President Masoud Barzani's term in office ended in 2013 after serving two four-year terms and was then extended for two years by an act from the then KDP-PUK dominated parliament. It was further extended by a Kurdish court when the political parties failed to reach a negotiated solution. 
One other issue between the KDP and Gorran is the system of governance, with the KDP calling for a presidential system, while Gorran calls for a parliamentary one. 
“Any step taken without changing the system of governance and radical reforms… not only offer no solution, but they also take the political process to further deadlock, make our nation further disappointed, and put our experience in front of  bigger probabilities and risks,” the Gorran statement read.
The parliamentary presidency includes speaker Yousif Mohammed, his deputy Jaafar Imniki from the KDP, and the parliament secretary Fakhradin Qadir from the Islamic League (Komal).

Komal took a similar line to Gorran's.

"We deem it a legitimate question to ask why change the team of parliament presidency?" Rebwar Hama, Komal spokesperson said as he read a written statement on Wednesday. 
The decision to reactivate the parliament that has not convened since October 2015 was made in a high-level meeting between the two main ruling parties, the KDP and the PUK.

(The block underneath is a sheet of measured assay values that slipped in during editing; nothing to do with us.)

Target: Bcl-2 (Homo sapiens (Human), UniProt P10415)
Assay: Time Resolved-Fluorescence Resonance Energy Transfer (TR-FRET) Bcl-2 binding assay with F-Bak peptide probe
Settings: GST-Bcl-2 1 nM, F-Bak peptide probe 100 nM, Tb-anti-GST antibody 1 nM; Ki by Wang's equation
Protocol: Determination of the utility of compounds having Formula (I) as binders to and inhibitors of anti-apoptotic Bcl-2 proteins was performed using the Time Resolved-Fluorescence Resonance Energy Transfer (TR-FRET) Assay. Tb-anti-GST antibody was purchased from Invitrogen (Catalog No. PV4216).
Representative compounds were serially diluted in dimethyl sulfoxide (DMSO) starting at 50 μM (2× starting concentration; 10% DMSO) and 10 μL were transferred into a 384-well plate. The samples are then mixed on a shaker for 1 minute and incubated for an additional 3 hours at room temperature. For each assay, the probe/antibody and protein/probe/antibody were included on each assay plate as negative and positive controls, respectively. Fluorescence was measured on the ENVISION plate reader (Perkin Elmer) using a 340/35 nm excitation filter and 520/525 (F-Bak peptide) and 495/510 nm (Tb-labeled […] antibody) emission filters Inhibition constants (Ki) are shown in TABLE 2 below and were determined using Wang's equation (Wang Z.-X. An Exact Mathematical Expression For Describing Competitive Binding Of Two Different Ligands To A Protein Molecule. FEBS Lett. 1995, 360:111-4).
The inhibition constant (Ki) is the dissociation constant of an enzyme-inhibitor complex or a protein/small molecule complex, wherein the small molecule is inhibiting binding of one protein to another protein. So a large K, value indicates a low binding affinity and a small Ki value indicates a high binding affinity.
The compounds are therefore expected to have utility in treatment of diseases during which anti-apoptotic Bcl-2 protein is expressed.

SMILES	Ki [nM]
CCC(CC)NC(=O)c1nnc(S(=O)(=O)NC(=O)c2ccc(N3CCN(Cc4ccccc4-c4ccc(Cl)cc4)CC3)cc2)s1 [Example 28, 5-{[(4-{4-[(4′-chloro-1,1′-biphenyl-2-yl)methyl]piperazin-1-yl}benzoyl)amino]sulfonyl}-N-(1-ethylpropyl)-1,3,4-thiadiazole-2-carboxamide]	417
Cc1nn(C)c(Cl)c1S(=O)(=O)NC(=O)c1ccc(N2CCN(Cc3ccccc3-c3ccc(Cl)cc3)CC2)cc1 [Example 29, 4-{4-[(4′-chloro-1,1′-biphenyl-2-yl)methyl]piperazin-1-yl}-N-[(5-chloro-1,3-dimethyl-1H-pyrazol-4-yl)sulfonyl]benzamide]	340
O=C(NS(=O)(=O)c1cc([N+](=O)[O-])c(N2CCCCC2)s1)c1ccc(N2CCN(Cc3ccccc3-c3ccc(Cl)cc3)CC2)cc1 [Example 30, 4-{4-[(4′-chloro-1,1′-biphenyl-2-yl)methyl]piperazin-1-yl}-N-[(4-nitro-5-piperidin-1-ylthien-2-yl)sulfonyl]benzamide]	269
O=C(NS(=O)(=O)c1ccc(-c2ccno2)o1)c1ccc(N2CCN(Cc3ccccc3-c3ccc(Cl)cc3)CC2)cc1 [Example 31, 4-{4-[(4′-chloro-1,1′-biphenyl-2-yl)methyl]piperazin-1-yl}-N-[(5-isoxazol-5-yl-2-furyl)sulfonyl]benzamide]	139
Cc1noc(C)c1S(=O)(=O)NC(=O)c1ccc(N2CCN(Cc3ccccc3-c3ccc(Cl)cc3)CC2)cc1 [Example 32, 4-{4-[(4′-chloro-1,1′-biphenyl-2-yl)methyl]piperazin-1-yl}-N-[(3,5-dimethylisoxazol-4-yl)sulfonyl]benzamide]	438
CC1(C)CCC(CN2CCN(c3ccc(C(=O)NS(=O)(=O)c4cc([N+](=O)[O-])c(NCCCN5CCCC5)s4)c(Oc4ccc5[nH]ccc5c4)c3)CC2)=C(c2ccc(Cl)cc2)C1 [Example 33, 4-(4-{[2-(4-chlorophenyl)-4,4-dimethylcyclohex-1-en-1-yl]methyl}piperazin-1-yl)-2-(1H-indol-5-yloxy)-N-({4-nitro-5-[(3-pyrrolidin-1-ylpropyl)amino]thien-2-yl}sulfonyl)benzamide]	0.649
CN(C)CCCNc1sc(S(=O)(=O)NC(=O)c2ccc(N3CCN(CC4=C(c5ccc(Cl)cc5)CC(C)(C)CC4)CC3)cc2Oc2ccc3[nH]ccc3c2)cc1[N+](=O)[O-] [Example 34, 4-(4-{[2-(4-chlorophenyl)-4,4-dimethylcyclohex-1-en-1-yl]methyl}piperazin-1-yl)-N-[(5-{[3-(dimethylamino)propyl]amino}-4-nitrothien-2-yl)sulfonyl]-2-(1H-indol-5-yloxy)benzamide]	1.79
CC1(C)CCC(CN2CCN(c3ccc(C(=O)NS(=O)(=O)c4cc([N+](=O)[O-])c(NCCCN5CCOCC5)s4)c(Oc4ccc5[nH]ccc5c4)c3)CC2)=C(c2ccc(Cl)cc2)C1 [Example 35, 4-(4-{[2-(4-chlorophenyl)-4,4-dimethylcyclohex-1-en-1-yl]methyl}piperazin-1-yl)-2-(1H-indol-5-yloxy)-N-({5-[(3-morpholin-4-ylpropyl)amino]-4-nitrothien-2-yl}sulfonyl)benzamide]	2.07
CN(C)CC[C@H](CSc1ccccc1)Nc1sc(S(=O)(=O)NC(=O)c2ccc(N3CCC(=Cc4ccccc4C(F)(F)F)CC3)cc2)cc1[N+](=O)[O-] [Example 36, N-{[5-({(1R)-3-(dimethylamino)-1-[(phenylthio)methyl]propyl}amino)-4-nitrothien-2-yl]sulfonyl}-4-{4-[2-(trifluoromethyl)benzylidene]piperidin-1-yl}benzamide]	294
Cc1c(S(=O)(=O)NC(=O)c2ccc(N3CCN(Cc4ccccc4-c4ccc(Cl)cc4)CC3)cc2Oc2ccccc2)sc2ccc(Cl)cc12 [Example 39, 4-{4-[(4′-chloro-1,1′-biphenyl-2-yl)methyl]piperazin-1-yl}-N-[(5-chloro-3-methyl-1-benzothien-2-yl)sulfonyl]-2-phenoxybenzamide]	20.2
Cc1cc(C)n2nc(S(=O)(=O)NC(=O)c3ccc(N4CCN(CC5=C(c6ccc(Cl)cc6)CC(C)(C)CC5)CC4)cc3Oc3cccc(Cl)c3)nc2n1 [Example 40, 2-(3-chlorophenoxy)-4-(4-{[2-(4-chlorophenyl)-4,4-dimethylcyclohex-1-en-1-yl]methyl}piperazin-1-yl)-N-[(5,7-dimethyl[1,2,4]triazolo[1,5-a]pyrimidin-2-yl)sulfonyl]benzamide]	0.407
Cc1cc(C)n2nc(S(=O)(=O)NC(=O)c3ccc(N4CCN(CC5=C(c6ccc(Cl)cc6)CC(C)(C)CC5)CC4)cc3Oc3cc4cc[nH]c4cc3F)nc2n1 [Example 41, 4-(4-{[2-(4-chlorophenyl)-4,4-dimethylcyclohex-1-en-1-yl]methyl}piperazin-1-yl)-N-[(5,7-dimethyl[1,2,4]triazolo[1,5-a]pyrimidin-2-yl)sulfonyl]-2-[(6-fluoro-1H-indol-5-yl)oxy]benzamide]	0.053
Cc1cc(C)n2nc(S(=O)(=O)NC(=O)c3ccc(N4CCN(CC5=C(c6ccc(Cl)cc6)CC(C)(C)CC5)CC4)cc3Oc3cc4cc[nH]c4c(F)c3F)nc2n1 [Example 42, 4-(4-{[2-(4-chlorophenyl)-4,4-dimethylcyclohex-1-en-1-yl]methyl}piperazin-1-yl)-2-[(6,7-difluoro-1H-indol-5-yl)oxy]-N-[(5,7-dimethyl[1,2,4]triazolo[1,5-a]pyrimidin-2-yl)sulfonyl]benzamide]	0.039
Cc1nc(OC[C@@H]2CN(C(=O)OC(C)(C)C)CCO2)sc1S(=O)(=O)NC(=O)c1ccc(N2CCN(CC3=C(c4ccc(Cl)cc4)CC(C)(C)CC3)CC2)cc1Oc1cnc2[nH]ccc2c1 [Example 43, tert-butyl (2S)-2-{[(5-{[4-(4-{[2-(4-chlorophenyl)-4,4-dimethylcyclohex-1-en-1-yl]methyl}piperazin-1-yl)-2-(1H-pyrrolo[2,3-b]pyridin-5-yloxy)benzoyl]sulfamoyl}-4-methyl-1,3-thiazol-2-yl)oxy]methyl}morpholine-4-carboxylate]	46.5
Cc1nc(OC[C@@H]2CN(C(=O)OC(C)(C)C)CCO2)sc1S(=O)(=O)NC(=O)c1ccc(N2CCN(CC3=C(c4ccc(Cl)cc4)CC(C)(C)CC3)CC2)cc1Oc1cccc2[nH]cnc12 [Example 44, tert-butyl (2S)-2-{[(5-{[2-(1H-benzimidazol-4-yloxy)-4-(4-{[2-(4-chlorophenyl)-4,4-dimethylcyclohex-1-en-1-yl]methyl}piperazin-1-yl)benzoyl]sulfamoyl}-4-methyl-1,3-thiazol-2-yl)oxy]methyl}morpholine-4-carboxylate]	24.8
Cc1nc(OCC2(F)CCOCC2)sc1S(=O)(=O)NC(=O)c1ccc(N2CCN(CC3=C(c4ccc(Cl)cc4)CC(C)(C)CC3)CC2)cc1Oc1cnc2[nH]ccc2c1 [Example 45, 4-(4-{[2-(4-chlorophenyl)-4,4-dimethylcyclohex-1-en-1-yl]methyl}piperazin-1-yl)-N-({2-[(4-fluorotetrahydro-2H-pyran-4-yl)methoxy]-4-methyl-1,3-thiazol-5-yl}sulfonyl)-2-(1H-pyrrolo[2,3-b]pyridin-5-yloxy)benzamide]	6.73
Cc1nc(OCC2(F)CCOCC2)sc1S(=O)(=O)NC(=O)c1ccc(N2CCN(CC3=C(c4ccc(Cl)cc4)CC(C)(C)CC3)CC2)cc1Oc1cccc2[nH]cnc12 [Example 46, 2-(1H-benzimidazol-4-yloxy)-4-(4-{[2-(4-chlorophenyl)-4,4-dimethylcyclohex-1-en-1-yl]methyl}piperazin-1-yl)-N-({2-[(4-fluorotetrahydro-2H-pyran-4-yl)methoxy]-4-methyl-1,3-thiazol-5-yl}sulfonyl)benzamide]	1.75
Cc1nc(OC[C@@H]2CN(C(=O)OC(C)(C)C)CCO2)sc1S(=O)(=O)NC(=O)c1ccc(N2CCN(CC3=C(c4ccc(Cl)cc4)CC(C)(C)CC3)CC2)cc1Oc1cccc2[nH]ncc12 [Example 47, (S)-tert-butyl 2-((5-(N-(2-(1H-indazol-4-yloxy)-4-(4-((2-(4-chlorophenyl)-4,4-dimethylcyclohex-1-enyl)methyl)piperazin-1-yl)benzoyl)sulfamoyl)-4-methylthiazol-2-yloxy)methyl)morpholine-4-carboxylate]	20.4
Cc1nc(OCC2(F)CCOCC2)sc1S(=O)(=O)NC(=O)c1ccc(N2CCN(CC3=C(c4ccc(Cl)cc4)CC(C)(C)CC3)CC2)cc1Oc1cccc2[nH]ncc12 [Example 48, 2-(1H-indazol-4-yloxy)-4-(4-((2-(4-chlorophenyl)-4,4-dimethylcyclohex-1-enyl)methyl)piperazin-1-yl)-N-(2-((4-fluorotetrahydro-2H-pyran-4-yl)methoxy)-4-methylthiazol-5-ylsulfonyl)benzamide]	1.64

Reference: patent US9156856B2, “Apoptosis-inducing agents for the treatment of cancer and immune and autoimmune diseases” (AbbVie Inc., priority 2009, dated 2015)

Saadi Ahmad Pira, a senior PUK official, said in a press conference before the Gorran announcement on Wednesday that the KDP has made some compromises on its part, and now is the time for Gorran to make its own compromises. He said one party cannot set an objective to win all of its demands in the negotiations. 
Relations between the KDP and Gorran deteriorated in October 2015 when the KDP sacked Gorran ministers and its speaker of parliament who took office after a deal with the KDP following the 2013 elections.
The KDP accused Gorran of orchestrating riots against its offices in several cities. Gorran denied the accusations. 
The tensions between the two parties have also remained strained when the speaker refused to cancel a parliamentary session in 2015 planned to discuss President Masoud Barzani's second-term in office which was due to expire on August 19 that year.